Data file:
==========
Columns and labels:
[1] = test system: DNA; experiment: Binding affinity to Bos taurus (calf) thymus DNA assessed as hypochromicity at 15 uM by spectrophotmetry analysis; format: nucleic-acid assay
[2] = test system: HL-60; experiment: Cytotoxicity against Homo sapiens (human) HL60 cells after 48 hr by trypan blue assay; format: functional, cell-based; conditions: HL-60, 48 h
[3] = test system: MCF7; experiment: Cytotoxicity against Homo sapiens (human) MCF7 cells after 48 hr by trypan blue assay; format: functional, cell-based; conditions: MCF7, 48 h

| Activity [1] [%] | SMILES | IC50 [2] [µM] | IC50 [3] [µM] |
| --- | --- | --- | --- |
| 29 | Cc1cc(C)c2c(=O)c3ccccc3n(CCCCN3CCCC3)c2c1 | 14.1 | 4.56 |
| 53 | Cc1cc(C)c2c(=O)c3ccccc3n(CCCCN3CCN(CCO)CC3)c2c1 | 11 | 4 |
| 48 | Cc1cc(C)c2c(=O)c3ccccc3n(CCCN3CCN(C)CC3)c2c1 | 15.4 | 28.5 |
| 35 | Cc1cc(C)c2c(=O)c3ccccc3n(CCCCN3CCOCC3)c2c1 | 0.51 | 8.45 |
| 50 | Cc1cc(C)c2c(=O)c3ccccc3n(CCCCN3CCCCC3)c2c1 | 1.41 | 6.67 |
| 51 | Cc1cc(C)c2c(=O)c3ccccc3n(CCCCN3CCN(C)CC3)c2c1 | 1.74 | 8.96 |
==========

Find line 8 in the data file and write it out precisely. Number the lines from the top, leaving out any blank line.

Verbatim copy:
| 53 | Cc1cc(C)c2c(=O)c3ccccc3n(CCCCN3CCN(CCO)CC3)c2c1 | 11 | 4 |